Capturing images

Introduction

Uptill now, we've used static images - images loaded from disk, and we did things with it. Now, you'll see how to capture images from a camera using the functions within the CV library itself. After we've got a working application, we'll add a filter to modify the image, (you can read up about filters in the Processing and filtering images tutorial).

Part A: Capturing images

Create a new Win32 Console Application project... name it whatever you want. I named it Camera.

Click OK. As always, accept the defaults and click Finish. Again, this creates a file called Camera.cpp. Open it up. We'll be modifying it.

// Camera.cpp : Defines the entry point for the console application.
//
#include "stdafx.h"
int main()
{
    return 0;
}

Above is the original Camera.cpp. We'll start off by including OpenCV headers. Add these lines at the top of Camera.cpp:

#include <cv.h>
#include <highgui.h>

Also, go to Project > Camera Properties > Linker > Input, and put the following piece of text in the Additional Dependencies: "cv.lib cvaux.lib cxcore.lib highgui.lib", without the quotes of course.

With all this done, we'll start off with the actual capturing part. In OpenCV, you create a CvCapture structure. The structure is defined within the OpenCV headers and it "represents" a camera. If you have more than one camera connected to your computer, you can have this object point to any one camera.

After the structure is created (successfully that is), you can ask it give you the current frame. If you repeatedly ask for the current frame, you can get images in real time. And that is exactly what we'll be doing: an infinite loop in which you request for the current image.

We'll start of by creating the capture structure. Add these lines to the main function:

    CvCapture* capture = 0;
    capture = cvCaptureFromCAM(0);

capture is the pointer to a CvCapture structure. We initially set it to nothing (the zero). Then you initialize capture to point to the very first camera on your system (camera indices start from 0).

Once we've tried initializing capture, we need to make sure that it initialized properly. To do that, just check if capture is non zero. If it is, then it points to a camera properly. Add this code:

    if(!capture)
    {
        printf("Could not initialize capturing...\
");
        return -1;

    }

    cvNamedWindow("video");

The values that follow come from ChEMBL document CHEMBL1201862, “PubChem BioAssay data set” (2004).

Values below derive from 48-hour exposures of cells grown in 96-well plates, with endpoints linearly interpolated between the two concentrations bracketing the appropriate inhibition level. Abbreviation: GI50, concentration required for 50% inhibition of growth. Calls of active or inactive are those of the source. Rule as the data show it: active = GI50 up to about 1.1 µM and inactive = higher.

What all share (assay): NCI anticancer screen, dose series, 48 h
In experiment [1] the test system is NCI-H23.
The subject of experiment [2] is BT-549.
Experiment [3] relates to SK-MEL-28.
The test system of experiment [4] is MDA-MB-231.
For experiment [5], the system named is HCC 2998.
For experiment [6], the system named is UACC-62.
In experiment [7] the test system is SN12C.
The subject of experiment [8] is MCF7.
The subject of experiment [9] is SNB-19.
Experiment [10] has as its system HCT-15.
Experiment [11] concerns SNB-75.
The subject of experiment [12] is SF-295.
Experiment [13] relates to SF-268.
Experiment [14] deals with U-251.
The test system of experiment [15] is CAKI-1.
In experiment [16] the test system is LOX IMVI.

If capture is nonzero, it got initialized. If not, we print out a message and exit the program these itself. And we also create a new window, with the title "video".

Now that we have a CvCapture structure, we can request OpenCV to give us frames captured from the camera whenever we want. We'll start off with an infinite loop. Add this to the main function:

    while(true)
    {

Next, we create an IplImage structure that will store the image captured from the camera:

        IplImage* frame = 0;

Then we request OpenCV to give us the latest frame using the cvQueryFrame function:

        frame = cvQueryFrame(capture);

        if(!frame)

            break;

The cvQueryFrame function takes capture as a parameter. If you had multiple cameras attached, you could take images from the ones you wanted, and ignore the rest.

Then we check if the image we got is valid or not. If its zero, its an invalid image and we immediately get out of the infinite loop.

Finally, you display the image:

        cvShowImage("video", frame);

Since this is an infinite loop, you need to have a mechanism to get out of it. We'll use the cvWaitKey() function I told you about earlier. We'll use it for two purposes: 1) Create a delay between capturing images (to restrict the number of images taken per second) 2) Check which key was pressed (to be able to decide when to quit).

First, to create a delay:

        int c = cvWaitKey(20);

This makes sure that the program halts for 20 miliseconds. And in case there is a key press during this period... the ASCII value of the key goes into the variable c.

We can then check the value of c to decide when to get out of the infinite loop. And we do that using the following:

        if((char)c==27 )
            break;
    }

27 is the ASCII code for the Escape key. So whenever you press the Escape key, the infinite loop ends.

Once the loop ends, we need to do a bit of cleanup. We need to release the camera so that other applications can use it. And we do that like this:

    cvReleaseCapture(&capture);
    return 0;
}

And that finishes up our program! As a checkpoint, here's the entire program:

Compile your program and execute it. You should see a windows with some video in it.

Live effects!

Now that we have a working camera capturing application, you can use OpenCV to process images in real time!

You can really do anything - search for circles, or detect patches of colour, or anything else you can think of. For the sake of explanation, I'll show how to erode the image.

Just before the line cvShowImage("video", frame); in the code, add this line:

if(!frame)

    break;

cvErode(frame, frame, 0, 2); // ADD this line
cvShowImage("video", frame);

Whenever a frame is taken in from the camera, it is eroded and then displayed. So what you ultimately get is an eroded video of yours

Conclusion

In this tutorial you learned how to use OpenCV to access all the camera on your computer and also do things with the images you get. Next you'll learn how to create a bit more advanced user interfaces.

Next Parts

This post is a part of an article series on OpenCV for Beginners

  1. Why OpenCV?
  2. Installing and getting OpenCV running
  3. Hello, World! With Images!
  4. Filtering Images
  5. Capturing Images
  6. HighGUI: Creating Interfaces


Utkarsh Sinha created AI Shack in 2010 and has since been working on computer vision and related fields. He is currently at Microsoft working on computer vision.